"Capsule Networks – next generation learning architecture"

Dr. Asbjørn Berge, SINTEF

To quote Geoffrey Hinton :"The pooling operation used in convolutional neural networks is a big mistake and the fact that it works so well is a disaster." Pooling is a necessity in most large convolutional nets, but explicitly break hierarchical relationships in the data, or at least makes learning of the underlying representations very inefficient. At the same time, almost all interesting problems have clear hierarchies or geometric relationships. One approach to efficiently learn hierarchical correspondences is Capsule Networks where neurons are extended to output a tensor instead of a scalar. This has several benefits, for example the ability of each (extended) neuron to predict geometric transforms. Theory, use cases, training and extensions will be discussed.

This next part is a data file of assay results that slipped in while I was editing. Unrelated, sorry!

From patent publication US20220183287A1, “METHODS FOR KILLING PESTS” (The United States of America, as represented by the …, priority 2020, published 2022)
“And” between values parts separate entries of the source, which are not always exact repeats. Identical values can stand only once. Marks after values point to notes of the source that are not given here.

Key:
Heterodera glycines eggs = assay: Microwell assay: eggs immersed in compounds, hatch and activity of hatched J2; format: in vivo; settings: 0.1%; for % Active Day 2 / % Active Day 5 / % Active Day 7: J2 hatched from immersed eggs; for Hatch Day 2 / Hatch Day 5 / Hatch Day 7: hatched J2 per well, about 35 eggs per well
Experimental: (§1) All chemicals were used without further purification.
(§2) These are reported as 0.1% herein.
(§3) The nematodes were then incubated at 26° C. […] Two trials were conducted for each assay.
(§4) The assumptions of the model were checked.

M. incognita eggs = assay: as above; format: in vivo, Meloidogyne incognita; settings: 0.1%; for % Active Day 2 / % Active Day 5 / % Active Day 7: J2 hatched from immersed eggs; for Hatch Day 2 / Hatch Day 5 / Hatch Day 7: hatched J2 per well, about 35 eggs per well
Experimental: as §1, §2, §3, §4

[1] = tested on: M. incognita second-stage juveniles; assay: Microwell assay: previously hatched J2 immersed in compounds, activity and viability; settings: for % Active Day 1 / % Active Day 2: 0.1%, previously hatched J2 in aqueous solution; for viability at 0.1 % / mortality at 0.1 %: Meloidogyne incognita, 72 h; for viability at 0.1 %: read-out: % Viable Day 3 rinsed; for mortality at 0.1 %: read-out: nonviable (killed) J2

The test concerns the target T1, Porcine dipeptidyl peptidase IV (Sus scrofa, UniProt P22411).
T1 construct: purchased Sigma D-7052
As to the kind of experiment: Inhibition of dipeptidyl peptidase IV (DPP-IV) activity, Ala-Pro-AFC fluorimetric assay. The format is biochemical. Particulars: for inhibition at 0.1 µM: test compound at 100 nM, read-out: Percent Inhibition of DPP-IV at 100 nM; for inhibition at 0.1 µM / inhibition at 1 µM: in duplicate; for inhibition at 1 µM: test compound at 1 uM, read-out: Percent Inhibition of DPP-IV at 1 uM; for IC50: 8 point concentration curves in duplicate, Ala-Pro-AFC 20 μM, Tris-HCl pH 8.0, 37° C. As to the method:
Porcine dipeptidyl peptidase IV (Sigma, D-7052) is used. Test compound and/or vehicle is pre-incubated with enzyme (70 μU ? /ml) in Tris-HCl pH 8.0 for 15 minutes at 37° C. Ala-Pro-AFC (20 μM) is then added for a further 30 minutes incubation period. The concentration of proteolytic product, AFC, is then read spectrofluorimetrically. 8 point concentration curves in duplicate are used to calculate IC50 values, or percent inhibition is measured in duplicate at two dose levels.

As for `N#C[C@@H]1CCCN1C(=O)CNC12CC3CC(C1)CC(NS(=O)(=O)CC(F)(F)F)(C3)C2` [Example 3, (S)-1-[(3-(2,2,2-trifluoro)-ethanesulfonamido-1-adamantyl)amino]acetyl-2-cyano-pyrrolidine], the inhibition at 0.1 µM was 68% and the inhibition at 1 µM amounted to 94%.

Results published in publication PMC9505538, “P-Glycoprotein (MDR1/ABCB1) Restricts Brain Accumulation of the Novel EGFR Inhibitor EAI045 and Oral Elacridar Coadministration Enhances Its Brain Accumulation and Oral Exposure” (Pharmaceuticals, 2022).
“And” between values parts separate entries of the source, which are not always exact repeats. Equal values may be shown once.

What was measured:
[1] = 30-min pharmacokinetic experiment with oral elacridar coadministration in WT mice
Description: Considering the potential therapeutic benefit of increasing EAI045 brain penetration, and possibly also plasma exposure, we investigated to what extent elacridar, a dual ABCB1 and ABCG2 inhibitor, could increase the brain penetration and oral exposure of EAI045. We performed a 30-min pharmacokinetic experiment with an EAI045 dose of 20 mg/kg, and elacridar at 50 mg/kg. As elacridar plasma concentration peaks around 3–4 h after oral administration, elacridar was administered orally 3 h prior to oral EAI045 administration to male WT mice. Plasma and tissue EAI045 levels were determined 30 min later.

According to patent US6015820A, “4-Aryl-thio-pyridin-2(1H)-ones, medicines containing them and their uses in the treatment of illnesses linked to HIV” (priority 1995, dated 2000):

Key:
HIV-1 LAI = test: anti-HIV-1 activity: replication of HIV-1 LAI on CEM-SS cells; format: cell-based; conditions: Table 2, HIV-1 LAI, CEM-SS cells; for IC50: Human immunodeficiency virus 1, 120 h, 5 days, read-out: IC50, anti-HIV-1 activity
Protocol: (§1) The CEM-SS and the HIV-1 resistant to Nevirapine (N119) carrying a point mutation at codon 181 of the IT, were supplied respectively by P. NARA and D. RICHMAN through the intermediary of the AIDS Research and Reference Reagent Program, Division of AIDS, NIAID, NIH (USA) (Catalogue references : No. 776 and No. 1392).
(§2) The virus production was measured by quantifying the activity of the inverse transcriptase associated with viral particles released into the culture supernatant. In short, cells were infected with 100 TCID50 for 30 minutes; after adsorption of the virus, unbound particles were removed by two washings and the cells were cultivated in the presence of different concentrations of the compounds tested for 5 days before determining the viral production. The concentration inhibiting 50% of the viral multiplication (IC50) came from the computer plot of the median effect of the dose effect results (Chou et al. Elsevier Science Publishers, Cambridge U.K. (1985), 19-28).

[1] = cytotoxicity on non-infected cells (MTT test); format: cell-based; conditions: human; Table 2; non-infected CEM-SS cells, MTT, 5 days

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Tuesday Oct 15

Tuesday Oct 22

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"Physics and machine learning"

Signe Moe og Signe Riemer-Sørensen,, SINTEF

How can we use machine learning to infer physical properties of a system and how can physical properties be built into DNNs? What are the challenges for industrial application of DNNs? We will discuss the concepts of hybrid models and the importance of domain knowledge when implementing DNNs.

"Crossroads: Bringing the pieces together"

Lecturer: TBA

In this lecture we aim to take multiple, simultaneous shots at DNNs to understand what goes on inside the boxes. We will aim to get researchers from different methodological angles; statistics, computational science, information theory to spar in real time and try to make sense of when and how DNNs work and why.